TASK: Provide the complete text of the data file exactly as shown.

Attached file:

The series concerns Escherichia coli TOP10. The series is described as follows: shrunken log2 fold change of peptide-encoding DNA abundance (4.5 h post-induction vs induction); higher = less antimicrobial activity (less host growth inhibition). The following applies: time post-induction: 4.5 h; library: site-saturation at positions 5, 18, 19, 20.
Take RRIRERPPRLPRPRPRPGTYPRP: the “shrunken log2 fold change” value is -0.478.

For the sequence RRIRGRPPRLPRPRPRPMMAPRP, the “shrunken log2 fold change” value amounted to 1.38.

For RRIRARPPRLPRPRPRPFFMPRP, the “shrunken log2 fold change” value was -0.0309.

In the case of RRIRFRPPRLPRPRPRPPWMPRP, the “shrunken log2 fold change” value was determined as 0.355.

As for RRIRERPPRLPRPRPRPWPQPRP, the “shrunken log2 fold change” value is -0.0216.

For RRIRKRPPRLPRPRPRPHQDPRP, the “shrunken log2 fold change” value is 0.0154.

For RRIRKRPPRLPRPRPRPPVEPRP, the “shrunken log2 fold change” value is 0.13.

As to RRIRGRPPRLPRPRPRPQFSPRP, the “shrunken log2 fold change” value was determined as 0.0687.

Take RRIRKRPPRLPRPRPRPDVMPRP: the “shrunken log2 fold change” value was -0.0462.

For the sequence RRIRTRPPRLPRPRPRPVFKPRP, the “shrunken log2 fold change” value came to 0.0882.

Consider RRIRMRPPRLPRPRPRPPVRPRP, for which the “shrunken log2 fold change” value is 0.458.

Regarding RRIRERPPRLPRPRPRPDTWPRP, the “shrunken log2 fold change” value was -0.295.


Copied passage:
The series concerns Escherichia coli TOP10. The series is described as follows: shrunken log2 fold change of peptide-encoding DNA abundance (4.5 h post-induction vs induction); higher = less antimicrobial activity (less host growth inhibition). The following applies: time post-induction: 4.5 h; library: site-saturation at positions 5, 18, 19, 20.
Take RRIRERPPRLPRPRPRPGTYPRP: the “shrunken log2 fold change” value is -0.478.

For the sequence RRIRGRPPRLPRPRPRPMMAPRP, the “shrunken log2 fold change” value amounted to 1.38.

For RRIRARPPRLPRPRPRPFFMPRP, the “shrunken log2 fold change” value was -0.0309.

In the case of RRIRFRPPRLPRPRPRPPWMPRP, the “shrunken log2 fold change” value was determined as 0.355.

As for RRIRERPPRLPRPRPRPWPQPRP, the “shrunken log2 fold change” value is -0.0216.

For RRIRKRPPRLPRPRPRPHQDPRP, the “shrunken log2 fold change” value is 0.0154.

For RRIRKRPPRLPRPRPRPPVEPRP, the “shrunken log2 fold change” value is 0.13.

As to RRIRGRPPRLPRPRPRPQFSPRP, the “shrunken log2 fold change” value was determined as 0.0687.

Take RRIRKRPPRLPRPRPRPDVMPRP: the “shrunken log2 fold change” value was -0.0462.

For the sequence RRIRTRPPRLPRPRPRPVFKPRP, the “shrunken log2 fold change” value came to 0.0882.

Consider RRIRMRPPRLPRPRPRPPVRPRP, for which the “shrunken log2 fold change” value is 0.458.

Regarding RRIRERPPRLPRPRPRPDTWPRP, the “shrunken log2 fold change” value was -0.295.